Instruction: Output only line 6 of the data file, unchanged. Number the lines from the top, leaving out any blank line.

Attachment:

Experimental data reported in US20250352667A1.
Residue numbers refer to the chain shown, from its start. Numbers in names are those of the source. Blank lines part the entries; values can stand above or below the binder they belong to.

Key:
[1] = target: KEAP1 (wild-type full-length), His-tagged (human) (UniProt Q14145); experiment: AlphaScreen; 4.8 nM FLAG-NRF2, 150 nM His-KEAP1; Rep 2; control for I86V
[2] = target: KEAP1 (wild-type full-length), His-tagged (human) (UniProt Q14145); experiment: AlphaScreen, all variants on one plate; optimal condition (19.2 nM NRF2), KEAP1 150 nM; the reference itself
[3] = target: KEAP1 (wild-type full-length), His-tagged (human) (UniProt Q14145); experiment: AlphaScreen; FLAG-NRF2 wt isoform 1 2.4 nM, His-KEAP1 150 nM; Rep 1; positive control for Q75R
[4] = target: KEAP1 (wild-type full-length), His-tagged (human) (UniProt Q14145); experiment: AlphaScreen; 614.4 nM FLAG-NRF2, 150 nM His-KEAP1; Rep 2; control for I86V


[3] = target: KEAP1 (wild-type full-length), His-tagged (human) (UniProt Q14145); experiment: AlphaScreen; FLAG-NRF2 wt isoform 1 2.4 nM, His-KEAP1 150 nM; Rep 1; positive control for Q75R